Botanical name: Chamaedorea elegans
Common name: Parlour Palm
Chamaedorea elegans commonly called Parlour Palm is a popular indoor palm for the poorly-lit spaces, is easy to grow and is ideal for the small (limited) spaces.
Parlour Palm has a high tolerance for low light and artificial light. However, it prefers bright indirect light, rich well-drained soils and warm temperatures.
Parlour Palm is generally a short palm which grows slowly to reach a height of 2 ft when grown indoors but in the wild it can grow to 8 ft.
The small size makes it ideal for small spaces, a bottle garden or a terrarium.
Chamaedorea elegans also produces tiny yellow flowers and small fruits, once grown and mature if grown under good light.
Chamaedorea elegans is native to the dense forests of Guatemala and Southern Mexico an environment that is consistently warm and humid.
According to the NASA Clean Air Study, Chamaedorea elegans was found to be a good indoor air cleaner in getting rid of common VOCs like xylene, toulene, benzene, formaldehyde, trichloethylene and ammonia.
The foliage of Parlour Palm is non-toxic but the fruits (berries) are highly poisonous to both humans and pets as indicated by the American Society for the Prevention of Cruelty to Animals. Therefore, it is important to prevent flowering by removing the flower stalks when they begin to form.
If you are looking to add this delightful palm to your collection, Parlour Plams are available online at Etsy. Buy Parlour Palm (Chamaedorea elegans) online from Etsy.
Parlour Palm (Chamaedorea elegans) thrives in bright, indirect light away from direct sunlight, average warmth and moderately moist, rich, well-drained soil coupled with regular feeding during the growing season.
Chamaedorea elegans has no need for increased humidity apart from where the temperatures are very high. Repotting is done at the beginning of the growing season only when the palm has become pot-bound.
Pruning is needed to keep the Parlour Palm neat as well as reduce pests and diseases. Keep reading for more on the best growing conditions for Parlour Palm and how to achieve them.
Chamaedorea elegans grows best in bright, indirect light but it can tolerate some shade but the growth will be much slower.
Keep the Parlour Palm away from direct sunlight as it can cause scorching which results in brown marks on the leaves.
Regularly rotate the pot to ensure that the palm receives adequate light on all sides for even growth.
Parlour Palm can also grow under a grow light where the natural lighting is not adequate.
Water Parlour Palm liberally during the growing season and allow the top 2-3 in. of soil to dry out between waterings to keep the soil moderately moist.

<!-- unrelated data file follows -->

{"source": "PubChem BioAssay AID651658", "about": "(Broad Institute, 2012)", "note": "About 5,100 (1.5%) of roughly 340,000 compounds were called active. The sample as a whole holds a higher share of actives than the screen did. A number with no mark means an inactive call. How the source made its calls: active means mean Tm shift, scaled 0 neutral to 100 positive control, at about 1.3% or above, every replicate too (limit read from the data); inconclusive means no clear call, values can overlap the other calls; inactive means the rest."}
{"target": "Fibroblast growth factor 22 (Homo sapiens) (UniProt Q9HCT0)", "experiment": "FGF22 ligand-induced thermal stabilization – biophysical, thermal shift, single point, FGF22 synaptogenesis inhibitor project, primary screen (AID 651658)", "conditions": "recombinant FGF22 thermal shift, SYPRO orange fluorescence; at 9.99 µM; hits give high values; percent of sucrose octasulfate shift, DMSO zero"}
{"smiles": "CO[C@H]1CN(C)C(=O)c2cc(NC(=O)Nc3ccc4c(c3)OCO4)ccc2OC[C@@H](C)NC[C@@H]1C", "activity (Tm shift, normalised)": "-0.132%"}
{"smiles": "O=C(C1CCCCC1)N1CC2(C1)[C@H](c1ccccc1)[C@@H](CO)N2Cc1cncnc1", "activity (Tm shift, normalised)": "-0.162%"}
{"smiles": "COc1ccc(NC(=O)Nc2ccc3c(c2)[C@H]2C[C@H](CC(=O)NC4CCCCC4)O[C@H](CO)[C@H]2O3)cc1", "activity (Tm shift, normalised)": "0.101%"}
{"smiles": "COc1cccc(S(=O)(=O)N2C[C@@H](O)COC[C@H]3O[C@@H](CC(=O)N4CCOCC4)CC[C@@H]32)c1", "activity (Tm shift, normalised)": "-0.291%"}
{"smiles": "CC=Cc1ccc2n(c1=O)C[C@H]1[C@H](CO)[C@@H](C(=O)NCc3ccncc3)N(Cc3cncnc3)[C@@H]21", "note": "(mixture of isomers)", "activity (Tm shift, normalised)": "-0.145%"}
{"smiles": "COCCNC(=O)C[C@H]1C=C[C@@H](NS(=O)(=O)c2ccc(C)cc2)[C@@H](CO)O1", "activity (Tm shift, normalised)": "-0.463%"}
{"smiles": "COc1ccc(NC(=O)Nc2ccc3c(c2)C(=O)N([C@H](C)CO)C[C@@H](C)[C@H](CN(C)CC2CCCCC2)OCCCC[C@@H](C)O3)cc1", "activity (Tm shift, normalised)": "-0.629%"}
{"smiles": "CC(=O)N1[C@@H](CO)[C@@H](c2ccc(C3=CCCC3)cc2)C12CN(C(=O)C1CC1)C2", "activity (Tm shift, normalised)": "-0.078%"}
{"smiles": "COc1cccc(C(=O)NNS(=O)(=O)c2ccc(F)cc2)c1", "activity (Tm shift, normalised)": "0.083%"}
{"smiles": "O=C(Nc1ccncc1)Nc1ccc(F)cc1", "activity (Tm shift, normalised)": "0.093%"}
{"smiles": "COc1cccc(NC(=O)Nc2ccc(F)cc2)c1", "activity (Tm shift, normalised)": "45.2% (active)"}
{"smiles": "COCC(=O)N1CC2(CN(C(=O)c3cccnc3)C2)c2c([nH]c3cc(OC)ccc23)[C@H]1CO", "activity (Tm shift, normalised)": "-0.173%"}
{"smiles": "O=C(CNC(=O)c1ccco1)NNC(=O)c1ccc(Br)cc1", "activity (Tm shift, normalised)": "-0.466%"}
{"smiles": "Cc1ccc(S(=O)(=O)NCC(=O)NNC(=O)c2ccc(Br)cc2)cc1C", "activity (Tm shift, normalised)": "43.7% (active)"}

Decrease watering in the cold season as growth is minimal at this time to maintain the soil slightly moist but do not let it dry out completely.
Use chlorine-free water as like all palms, Parlour Palm is sensitive to chlorine and other chemicals dissolved in water.
Do not allow the palm to sit in soggy soil as it can lead to root-rot disease and the eventual death of the palm.
Chamaedorea elegans requires an average warmth with a minimum of 120C in order to thrive. If the temperature is comfortable for you is ideal for the palm.
Keep the Parlour Palm away from cold draughts as it cannot tolerate cold temperatures which cause brown leaf tips and spots.
Parlour Palm has no need for high humidity. Average room humidity is ideal for the palm.
However, when the temperatures are very high, set the pot on a wet pebble tray to increase humidity. Read more on how to raise humidity for houseplants.
Owing to its small size, Parlour Palm can also be grown in a terrarium where the humidity is consistently high.
Occasionally clean the mature leaves (fronds) by damp-wiping with a soft cloth to get rid of dust and discourage pest and disease infestations.
Feed Chamaedorea elegans with a balanced, liquid fertilizer every 3-4 weeks during the growing period for a lush growth.
Withhold feeding in the cold season as growth is minimal at this time and therefore the plant does not need it.
Once in a while flush out accumulated salts from the soil by running a stream of water through the soil until it comes out through the drainage holes. Let the stream run for several minutes and repeat several times.
Repot Parlour Palm at the beginning of the growing season only when the palm has become pot-bound as it does not like root disturbance.
Use a pot 1-2 sizes larger than the current one. Ensure that the pot has a drainage hole to prevent the soil from getting soggy as it can lead to root-rot disease and the eventual death of the palm.